‘He’s going to be the bad guy the rest of his career,’ says McEnroe of Djokovic

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The 18-time grand slam winner was disqualified from the US Open, a tournament he was favorite to win to close the gap on Rafael Nadal’s total of 19 grand slam wins and Roger Federer’s 20.

With the French Open set to start at the end of the month, the world No.1 still has an opportunity to add to his all-time tally during this curtailed season — but has the Serb tarnished his reputation?

Seven-time grand slam champion John McEnroe, who was famous for his on-court outbursts, believes the incident will have an impact.

“The pressure just got to him I think,” McEnroe, himself disqualified from the 1990 Australian Open for misconduct, told ESPN. “… Now whether he likes it or not, he’s going to be the bad guy the rest of his career. It’ll be interesting to see how he handles it.”

“I didn’t say he couldn’t recover,” added McEnroe. “If he embraces that role, I think he could recover, absolutely. He’s chasing history, he’s trying to pass Rafa [Nadal] and Roger [Federer].

“He’s younger, we all know that. He’s got a lot of things going for him, but this is obviously a stain that he’s not going to be able to erase, whether he likes it or not.”

Novak Djokovic apologizes to the line judge.

Djokovic left Flushing Meadows without speaking to the media, but did write an apology on his Instagram account, saying he was “extremely sorry to have caused her such stress.”

McEnroe knows all too well how hard it is to shake a “bad boy” reputation in tennis and wondered what reception Djokovic would receive when he returns to grand slam action at the French Open in Paris.

“It’s about how will he deal with this moving forward,” he said. “What type of reaction will he get from the other players? What type of reaction will he get when fans start coming back to the sports arenas?”

“These are all issues that you don’t know the answers to. I’m just amazed, amazed that he did something as bone-headed as that in a situation where he was the overwhelming favorite.”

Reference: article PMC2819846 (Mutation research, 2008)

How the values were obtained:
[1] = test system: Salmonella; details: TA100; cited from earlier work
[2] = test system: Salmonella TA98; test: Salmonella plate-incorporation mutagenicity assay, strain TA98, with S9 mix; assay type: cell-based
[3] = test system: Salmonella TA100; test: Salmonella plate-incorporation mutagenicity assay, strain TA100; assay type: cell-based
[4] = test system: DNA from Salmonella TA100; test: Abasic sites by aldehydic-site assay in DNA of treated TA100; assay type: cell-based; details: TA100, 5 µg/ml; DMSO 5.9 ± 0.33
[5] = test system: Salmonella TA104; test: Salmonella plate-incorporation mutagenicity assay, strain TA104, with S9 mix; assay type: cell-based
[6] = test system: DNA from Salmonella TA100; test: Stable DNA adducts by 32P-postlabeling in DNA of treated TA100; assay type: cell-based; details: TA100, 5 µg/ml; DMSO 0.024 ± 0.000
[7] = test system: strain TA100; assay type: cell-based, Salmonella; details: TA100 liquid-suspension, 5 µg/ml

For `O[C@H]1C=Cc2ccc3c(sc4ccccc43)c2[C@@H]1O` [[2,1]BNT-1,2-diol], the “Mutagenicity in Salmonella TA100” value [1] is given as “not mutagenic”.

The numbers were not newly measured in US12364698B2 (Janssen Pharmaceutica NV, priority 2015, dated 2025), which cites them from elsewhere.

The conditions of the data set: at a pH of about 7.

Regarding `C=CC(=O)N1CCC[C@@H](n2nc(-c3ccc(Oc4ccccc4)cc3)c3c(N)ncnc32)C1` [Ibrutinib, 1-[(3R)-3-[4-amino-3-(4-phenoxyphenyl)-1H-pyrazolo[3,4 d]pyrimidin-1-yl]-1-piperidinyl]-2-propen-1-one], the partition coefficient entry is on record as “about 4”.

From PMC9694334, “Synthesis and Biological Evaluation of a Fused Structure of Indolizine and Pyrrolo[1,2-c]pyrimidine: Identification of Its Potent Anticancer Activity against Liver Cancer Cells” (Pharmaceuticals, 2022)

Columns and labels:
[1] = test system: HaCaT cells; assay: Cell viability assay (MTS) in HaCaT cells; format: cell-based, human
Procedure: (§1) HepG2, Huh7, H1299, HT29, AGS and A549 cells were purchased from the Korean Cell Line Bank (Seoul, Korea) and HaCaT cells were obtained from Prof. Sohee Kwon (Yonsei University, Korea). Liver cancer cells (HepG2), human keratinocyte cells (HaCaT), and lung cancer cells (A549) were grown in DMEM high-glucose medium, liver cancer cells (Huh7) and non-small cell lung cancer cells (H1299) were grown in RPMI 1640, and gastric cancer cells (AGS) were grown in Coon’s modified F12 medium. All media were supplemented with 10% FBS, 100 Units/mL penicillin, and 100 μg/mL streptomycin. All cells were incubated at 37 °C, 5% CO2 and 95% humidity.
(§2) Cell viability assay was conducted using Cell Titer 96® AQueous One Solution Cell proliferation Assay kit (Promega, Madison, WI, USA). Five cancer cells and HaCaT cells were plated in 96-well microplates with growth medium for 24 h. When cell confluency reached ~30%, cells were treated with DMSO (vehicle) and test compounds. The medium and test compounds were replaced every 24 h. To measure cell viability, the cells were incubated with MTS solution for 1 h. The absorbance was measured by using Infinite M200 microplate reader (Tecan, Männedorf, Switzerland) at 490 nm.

The disqualification is the latest incident during what has been a difficult summer for Djokovic. First, he arranged a tournament in Croatia which failed to observe social distancing regulations and resulted in him and a number of top players testing positive for Covid-19.
Then, he spearheaded a new breakaway players’ association, the Professional Tennis Players Association (PTPA), drawing criticism from Federer and Nadal.

Kyrgios starts Twitter poll

Nick Kyrgios, often dubbed the “bad boy” of tennis’ current generation, posted a tongue in cheek Twitter poll asking what his punishment would have been in the same situation.

“Swap me for jokers [Djokovic’s] incident. ‘Accidentally hitting the ball kid in the throat,’ how many years would I be banned for?” he asked.

Five, 10 and 20 years were the options, with 20 winning by a considerable margin at the time of writing.

“We’d be bailing you outta jail right now,” American player Tommy Paul responded.

Former British tennis player Tim Henman, who was disqualified in similar circumstances when he hit a ball girl at Wimbledon in 1995, believed Djokovic made a mistake by not facing up to the media following the incident.

“Unfortunately he’s compounding the error,” he told Prime. “He needs to face up to it, apologize and accept he made a mistake. By, in essence, running away, it’s going to go on longer.”

Billie Jean King, a 12-time grand slam winner, said the officials made the right decision.

“First I hope the line judge is okay,” she tweeted. “The rule is the rule. It is unfortunate for everyone involved, but in this specific situation the default was the right call.”

Djokovic was unbeaten so far in 2020, boasting a 26-0 record going into Sunday’s match against Pablo Carreno Busta. Former tennis player Steve Darcis jokingly gave credit to the one person who was able to break Djokovic’s winning run — the line judge.

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